Bird in the House followed in 2002 and The Good Life in 2004. "We went for the magical moments between players," Todd Shaeffer said about The Good Life after the record was released. Though the songs have jam-based elements, these instrumental touches are "comments on the songs," Sheaffer said. "There isn't a single jam for jam's sake."
Taking three months off to concentrate on writing, the band focused on making this third CD a studio album, polished and more pop sounding. Adding to this newer sound was bassist Johnny Grubb who replaced Von Dollen when he returned to school. The band found Grubb in Atlanta and brought him aboard to play "the bass, the whole bass, and nothing but the bass," as the liner notes read for this album.
Behind all of Sheaffer's well-turned lyrics is a cleaner sound with less experimentation. Harmon's creative drum support is always a welcome addition to each song in every album and his drum solo in "Long Way to Go" is all too brief. Grubb's bass work is solid, especially his hook line on "The Good Life." Skehan, Goessling, and Carbone provide the sound textures behind the songs that are upfront on this album. They are more restrained and polished.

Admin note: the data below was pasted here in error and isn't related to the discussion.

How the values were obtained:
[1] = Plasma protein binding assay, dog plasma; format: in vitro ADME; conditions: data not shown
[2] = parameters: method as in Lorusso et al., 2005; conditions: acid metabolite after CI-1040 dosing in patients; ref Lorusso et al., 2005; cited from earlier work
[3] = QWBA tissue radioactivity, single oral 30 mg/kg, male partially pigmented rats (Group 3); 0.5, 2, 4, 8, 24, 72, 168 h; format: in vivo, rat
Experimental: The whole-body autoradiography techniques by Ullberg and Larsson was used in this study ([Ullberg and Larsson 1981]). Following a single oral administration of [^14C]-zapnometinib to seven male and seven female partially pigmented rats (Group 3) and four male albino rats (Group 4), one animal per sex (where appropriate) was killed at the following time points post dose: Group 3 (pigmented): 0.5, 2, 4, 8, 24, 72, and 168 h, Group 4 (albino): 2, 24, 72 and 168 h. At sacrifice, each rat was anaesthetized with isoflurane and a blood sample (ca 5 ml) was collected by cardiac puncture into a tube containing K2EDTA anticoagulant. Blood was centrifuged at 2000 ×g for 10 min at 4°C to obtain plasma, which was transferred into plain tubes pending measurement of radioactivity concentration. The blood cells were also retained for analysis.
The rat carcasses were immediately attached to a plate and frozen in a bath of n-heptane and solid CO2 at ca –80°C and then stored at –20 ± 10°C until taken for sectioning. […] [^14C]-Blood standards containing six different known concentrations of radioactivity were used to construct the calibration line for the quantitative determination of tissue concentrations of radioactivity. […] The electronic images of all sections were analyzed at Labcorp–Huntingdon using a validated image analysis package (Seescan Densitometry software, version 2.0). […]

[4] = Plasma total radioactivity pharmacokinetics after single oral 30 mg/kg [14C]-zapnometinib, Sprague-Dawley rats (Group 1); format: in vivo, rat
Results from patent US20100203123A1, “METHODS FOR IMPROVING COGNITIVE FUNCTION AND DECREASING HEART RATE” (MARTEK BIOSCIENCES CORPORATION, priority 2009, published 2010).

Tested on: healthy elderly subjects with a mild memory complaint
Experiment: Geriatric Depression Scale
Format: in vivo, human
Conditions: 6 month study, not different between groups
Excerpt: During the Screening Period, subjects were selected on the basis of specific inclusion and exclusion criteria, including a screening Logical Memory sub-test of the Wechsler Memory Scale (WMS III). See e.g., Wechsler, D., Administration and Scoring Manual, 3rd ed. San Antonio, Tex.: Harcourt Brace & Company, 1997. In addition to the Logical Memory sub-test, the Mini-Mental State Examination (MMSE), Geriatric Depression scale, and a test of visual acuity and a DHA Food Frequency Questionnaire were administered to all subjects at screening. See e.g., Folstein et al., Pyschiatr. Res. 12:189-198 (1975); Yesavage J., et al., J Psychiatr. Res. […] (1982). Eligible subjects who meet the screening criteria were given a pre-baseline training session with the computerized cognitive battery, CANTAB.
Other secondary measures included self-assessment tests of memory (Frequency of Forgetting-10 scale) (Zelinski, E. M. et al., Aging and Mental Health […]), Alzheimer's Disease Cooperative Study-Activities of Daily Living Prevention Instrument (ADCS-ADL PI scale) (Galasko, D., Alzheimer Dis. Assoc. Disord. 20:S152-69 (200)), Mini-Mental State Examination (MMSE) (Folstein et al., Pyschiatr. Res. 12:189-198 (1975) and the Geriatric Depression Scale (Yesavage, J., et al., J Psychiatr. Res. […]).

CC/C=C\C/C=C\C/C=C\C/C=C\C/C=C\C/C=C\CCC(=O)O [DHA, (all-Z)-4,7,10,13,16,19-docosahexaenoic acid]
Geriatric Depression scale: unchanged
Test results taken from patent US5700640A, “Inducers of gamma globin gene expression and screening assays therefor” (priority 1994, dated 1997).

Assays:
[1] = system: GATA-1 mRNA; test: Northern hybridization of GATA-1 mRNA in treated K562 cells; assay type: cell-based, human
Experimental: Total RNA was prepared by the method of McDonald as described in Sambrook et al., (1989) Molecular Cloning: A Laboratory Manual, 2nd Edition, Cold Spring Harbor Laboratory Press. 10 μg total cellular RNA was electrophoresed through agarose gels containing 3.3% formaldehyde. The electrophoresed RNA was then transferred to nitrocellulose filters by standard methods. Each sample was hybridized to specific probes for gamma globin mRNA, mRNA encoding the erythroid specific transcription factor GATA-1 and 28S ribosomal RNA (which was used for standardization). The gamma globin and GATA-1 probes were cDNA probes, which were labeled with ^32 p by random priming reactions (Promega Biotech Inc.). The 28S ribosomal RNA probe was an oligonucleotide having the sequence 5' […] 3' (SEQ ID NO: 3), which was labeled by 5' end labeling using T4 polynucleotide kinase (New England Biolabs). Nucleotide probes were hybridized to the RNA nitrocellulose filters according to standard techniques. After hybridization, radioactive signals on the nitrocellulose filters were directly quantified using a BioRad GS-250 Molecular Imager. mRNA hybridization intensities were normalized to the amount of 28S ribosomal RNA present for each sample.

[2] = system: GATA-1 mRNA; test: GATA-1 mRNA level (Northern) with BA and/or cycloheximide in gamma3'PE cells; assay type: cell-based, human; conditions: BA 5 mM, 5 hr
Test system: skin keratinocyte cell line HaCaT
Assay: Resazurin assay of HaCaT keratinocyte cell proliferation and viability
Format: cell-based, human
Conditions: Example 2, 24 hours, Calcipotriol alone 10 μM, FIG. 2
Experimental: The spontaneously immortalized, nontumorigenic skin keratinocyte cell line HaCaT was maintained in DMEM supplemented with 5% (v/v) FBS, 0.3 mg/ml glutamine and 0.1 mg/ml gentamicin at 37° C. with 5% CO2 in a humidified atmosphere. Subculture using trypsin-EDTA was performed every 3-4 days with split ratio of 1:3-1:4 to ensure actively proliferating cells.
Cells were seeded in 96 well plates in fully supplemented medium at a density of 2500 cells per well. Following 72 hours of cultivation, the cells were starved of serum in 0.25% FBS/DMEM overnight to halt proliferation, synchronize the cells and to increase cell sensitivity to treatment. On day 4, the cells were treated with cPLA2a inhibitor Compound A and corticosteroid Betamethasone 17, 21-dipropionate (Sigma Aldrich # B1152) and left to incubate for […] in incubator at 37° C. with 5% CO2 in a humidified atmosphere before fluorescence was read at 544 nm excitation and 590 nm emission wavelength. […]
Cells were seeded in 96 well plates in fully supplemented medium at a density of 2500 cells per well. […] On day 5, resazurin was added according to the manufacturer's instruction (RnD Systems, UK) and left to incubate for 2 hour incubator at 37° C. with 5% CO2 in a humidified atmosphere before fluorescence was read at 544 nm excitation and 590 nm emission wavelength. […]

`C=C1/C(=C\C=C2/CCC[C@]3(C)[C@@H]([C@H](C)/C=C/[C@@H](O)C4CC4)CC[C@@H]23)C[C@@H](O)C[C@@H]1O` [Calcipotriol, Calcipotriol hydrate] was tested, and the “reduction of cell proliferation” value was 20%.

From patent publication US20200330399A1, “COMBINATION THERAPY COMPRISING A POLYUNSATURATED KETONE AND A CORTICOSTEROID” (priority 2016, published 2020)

Their 2-CD recording, Elko, is a live recording of the best of their 2005 summer tour. It captures the playfulness and spontaneity of these six talented musicians, and gives listeners a taste of their multi-textured live act.
In 2006, John Skehan was shaking his head about the pace the band was taking on. "In the past, our pattern has been to work on a record through the winter, then release it somewhere in the spring or early summer around June, and start toward that point," he said. They did a January release and that pushed them out on the road early. "The better part of our winter tour was spent out in Colorado in the Rockies. A lot of snow chains. A lot of mountain passes and blizzards. Things like that," Skehan said. "We've survived it all."